If I could flick a switch which: levelled me up in Scala; made the compiler fast; made the tools usable; and made the libraries sane, I probably would be more productive. Slightly. But I can’t. So I’m investing my finite learning time, being less effective day-to-day, for limited gains. Learning syntax and library APIs are the low-return investments. Paradigms and techniques are where it’s at, yo.
… or “Grahamdahl’s Law” (my name is Graham, see what I did there?)
I think it’s time for a variant of Amdahl’s Law for programming language. That is, using an improved language has a theoretical limit in the improvement it can give to your overall productivity.
How much of your time, as a software developer, do you spend doing stuff that is language agnostic? I spend a lot of time doing stuff that doesn’t go any faster when I wave the wand of a magic new programming language at it. I spend time figuring out:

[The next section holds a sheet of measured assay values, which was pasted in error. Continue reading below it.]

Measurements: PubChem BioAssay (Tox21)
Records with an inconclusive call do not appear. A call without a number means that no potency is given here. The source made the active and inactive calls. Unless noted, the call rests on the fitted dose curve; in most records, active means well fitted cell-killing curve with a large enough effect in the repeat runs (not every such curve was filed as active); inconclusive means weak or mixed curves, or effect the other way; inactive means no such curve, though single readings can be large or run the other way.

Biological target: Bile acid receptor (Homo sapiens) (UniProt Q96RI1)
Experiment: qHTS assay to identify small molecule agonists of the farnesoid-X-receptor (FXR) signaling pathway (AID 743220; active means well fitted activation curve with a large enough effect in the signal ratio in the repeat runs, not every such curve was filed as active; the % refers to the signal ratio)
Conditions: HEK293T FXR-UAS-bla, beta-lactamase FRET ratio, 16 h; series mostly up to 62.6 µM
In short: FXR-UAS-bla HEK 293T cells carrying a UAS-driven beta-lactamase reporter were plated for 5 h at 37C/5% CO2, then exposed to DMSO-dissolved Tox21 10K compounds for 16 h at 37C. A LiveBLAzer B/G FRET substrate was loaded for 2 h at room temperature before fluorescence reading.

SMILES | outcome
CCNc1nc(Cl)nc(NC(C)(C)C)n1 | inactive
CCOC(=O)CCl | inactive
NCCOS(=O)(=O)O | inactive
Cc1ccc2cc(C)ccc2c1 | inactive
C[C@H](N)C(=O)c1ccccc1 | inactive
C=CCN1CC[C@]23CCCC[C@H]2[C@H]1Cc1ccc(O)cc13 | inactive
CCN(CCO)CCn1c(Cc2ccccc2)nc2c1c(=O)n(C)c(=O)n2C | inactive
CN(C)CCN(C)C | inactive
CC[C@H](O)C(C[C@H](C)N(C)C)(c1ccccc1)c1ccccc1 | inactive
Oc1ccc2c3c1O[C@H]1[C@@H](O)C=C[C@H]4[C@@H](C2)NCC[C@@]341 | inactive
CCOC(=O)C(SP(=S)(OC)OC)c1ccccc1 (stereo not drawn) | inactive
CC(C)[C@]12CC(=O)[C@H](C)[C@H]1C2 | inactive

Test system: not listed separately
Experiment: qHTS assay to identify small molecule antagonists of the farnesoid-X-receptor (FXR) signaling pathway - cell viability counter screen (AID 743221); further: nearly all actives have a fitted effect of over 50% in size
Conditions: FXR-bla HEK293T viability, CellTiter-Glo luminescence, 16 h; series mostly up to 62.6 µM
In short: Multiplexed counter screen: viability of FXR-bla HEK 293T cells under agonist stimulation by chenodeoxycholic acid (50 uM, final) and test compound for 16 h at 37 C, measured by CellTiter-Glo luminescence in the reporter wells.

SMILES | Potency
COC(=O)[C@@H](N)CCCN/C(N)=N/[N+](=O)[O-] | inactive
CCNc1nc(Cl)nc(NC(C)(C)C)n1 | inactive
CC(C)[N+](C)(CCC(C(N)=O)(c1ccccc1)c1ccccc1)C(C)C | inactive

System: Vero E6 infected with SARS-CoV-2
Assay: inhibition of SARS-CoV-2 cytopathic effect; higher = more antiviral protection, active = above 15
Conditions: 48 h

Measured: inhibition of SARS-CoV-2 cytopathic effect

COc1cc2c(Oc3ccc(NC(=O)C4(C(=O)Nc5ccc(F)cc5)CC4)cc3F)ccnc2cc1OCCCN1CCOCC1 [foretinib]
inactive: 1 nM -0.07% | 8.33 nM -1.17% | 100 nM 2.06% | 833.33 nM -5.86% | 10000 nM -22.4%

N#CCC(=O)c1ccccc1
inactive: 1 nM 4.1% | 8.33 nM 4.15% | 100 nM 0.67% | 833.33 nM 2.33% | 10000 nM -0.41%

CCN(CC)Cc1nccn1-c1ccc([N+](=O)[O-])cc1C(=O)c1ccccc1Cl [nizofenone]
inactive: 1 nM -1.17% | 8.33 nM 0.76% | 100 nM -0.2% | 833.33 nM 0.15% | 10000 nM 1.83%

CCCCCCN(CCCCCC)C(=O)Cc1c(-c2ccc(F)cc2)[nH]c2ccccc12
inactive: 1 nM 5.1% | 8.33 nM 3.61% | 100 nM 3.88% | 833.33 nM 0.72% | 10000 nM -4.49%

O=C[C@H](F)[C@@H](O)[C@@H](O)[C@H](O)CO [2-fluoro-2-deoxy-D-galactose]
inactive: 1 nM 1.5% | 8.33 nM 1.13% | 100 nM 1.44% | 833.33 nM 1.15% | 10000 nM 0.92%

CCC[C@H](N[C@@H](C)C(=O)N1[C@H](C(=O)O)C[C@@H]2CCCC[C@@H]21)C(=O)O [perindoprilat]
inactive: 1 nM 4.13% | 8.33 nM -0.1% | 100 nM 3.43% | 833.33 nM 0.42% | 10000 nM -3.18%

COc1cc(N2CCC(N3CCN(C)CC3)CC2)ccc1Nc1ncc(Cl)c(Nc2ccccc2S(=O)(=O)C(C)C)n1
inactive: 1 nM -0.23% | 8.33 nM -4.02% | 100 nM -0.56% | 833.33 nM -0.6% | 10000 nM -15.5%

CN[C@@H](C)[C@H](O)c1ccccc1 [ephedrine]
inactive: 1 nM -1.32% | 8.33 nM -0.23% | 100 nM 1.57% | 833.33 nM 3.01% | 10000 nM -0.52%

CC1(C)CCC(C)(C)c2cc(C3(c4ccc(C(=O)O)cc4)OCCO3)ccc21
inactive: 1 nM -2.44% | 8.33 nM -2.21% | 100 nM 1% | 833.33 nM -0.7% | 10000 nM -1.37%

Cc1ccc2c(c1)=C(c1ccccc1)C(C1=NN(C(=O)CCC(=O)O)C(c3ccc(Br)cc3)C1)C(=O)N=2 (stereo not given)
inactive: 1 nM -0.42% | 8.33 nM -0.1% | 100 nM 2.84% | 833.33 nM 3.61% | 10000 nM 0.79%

What do these activities have in common? They are issues you spend time on, that remain roughly constant, regardless of programming language used. Let’s say delivering a new feature is 50% language agnostic activities, and 50% hands-on-keyboard-coding. That’s way more pure coding than I think is representative for me, but nevertheless. Even if I’m using a language that I can code in twice as well, I’ve still only saved 25% overall. There is absolutely no way I’m twice as good in Scala as I am in Java, that’s unlikely to ever happen. 10% better maybe, one day, at a push, with a following wind. Given how much effort and time I’ve spent not being as productive as I could be, seems like a poor investment for me, particularly when that piddly 10% is diluted further by Grahamdahl’s Law. Underlying assumptions seem to be that a 10x better lanuages equates to 10x overall improvement, and I think that’s just plain wrong**.
So… in conclusion. Scala will make you less productive, for some period of time, and if you do get more productive in it, it probably won’t matter that much anyway.
Told you the conclusion would be disappointing.
Graham "Grundlefleck" Allan is a Software Developer living in Scotland. His only credentials as an authority on software are that he has a beard. Most of the time.